In 2021, when the cost of living is higher than ever, more and more young people are opting for pets while they delay—or entirely eschew—a traditional family. This is especially true for creatives, such as writers.
We’ve previously talked about how to love and care for your writer, including his or her drink preferences. Now, we’ll look into what sort of pets fit best into the writer’s life, depending on preferred genre. Whether you are a lonely artist yourself or you are looking for a companion for your beloved stay-at-home writer, we can point you in the direction of the perfect muse—a friend who can’t offer unsolicited feedback.
But before we dive in, we must give you a serious reminder: A pet, like the decision to become a writer, is a lifelong commitment! Do not enter into it lightly or based solely on a listicle.
Fiction Writers: Cats
When you think of a writer, you probably picture a few things: cups of coffee going cold, cable-knit sweaters, stacks of unread vintage books, and, of course, a cat snoozing peaceably in the corner. Cats are truly an ideal companion for a writer, as they have similar requirements for sleep, food, and finicky affection. Additionally, cats don’t require long walks, and they prefer a warm lap, which the fiction writer can provide even while spiraling deeper into self-inflicted madness from parsing out thorny plot holes.
Bloggers/Social Media Content Creators: Dogs
Dogs are the internet’s best friend. Need a meme? Need instant approachability? Need quick likes when you’re starting to feel irrelevant? Get a dog. Furry, nonjudgmental, slobbery, and fun-loving, dogs are basically content factories for the uninspired social media presence. Why write a 500-word piece when a video of your dog snoring will get you 3,000 hits with minimal effort?
Note: Dogs do require significant upkeep, and if you aren’t careful, you could become “just that dog page.”Dogs are the internet's best friend. Furry, nonjudgmental, slobbery, and fun-loving, dogs are basically content factories for the uninspired social media presence. #writingpets Click To Tweet
Flash Fiction/Nonfiction Writers: Rodents
Pint-sized content requires pint-sized companions.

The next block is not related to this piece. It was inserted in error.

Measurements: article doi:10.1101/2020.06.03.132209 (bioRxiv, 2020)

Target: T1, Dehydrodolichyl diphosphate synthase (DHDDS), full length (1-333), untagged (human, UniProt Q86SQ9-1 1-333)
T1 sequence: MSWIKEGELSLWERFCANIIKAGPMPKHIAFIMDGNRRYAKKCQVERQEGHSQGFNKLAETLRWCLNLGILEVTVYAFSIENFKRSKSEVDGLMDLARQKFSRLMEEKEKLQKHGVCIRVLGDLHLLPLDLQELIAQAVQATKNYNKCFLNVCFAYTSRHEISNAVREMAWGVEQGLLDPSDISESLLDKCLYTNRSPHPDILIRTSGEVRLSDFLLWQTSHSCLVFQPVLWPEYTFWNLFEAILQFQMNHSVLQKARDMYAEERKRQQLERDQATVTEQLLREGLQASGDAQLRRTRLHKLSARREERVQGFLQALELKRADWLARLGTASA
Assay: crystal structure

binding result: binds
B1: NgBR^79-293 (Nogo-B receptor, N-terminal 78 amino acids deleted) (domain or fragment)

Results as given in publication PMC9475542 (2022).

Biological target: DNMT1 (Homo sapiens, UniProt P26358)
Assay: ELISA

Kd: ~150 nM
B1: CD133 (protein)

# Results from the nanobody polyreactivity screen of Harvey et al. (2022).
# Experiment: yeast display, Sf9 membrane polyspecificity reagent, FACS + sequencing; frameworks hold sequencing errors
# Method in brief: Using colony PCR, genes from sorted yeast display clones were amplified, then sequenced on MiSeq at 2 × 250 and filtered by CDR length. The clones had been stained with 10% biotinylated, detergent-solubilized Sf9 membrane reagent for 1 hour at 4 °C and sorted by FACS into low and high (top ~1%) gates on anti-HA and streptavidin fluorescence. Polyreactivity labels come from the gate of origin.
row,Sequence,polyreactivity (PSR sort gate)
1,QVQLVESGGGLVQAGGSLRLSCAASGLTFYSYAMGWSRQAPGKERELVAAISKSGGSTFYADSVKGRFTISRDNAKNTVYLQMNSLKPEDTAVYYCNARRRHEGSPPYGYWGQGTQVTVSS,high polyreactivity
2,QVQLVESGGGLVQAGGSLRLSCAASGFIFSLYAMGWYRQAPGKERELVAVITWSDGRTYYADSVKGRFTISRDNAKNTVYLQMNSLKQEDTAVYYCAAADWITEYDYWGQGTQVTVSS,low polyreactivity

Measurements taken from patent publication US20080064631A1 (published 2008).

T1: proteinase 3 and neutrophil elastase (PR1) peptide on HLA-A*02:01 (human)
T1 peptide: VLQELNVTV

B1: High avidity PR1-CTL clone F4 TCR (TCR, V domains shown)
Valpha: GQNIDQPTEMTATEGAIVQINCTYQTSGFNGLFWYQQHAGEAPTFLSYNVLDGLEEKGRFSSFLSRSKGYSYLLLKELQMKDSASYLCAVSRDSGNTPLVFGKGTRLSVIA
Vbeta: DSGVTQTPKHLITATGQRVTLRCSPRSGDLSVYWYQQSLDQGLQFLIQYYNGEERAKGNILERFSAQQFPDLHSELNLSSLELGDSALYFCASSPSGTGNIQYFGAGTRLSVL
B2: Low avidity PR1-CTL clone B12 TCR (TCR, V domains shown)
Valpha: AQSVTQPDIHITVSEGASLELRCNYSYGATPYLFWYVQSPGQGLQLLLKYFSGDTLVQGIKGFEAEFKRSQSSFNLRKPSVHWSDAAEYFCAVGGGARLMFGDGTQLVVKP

As cute, intelligent, and trainable as cats with the added portability of rodents and the emotional sensitivity of the most tortured souls, rabbits make ideal companions for poets. Not to be bound to a hutch, rabbits require space, gentle pats, and the occasional romp in a yard or park, all of which mirror the emotional requirements of the poetic soul.
Look, you’ve got deadlines. Just throw some food in there and vacuum the gravel sometimes. They’ll be fine. Probably.For sci-fi and fantasy writers, reptiles can provide ample real-life inspiration for all the creepy-crawlies in your writing. #fantasyinspiration Click To Tweet
Science Fiction and Fantasy Writers: Reptiles and Amphibians
Whether you’re working with dragons or horrifying dinosaur hybrids, a reptile can provide ample real-life inspiration for all the creepy-crawlies in your writing. You’ll have those essential details to pepper your work with verisimilitude: scale texture, foot stickiness, propensity to lie on a rock all day, and so on.
Technical Writers: Plants
Look, I don’t know if you guys can handle the responsibility of something sentient. But you could use the trace amounts of oxygen.
Maybe you’re saying, “No, I’m a fun person. I’d love a pet! I did a ton of research on ferrets, and I think I’d be a perfect owner.” If so, consider a Venus flytrap, then work up to a few hours of The Sims. Baby steps.
Writers of Multiple Genres: Birds
They’re flighty, sensitive, and messy. Like you. Like your life.
Actually, maybe you should settle for something a little more forgiving. Like a sourdough starter.
Hopefully, we’ve inspired you to take that next step in your writing life and find your new best friend. And while you’re researching specialized fish tanks, think about the care your latest manuscript, curriculum, or web content needs. Contact us today for info on editing and proofreading services.
About the Author
Karly is a writer and editor with a keen instinct for the way text should sound, no doubt a result of her daily consumption of everything from The New York Times to C. S. Lewis’s novels to her son’s Dr. Seuss books. She has been a part of the Scribe Source team since 2014.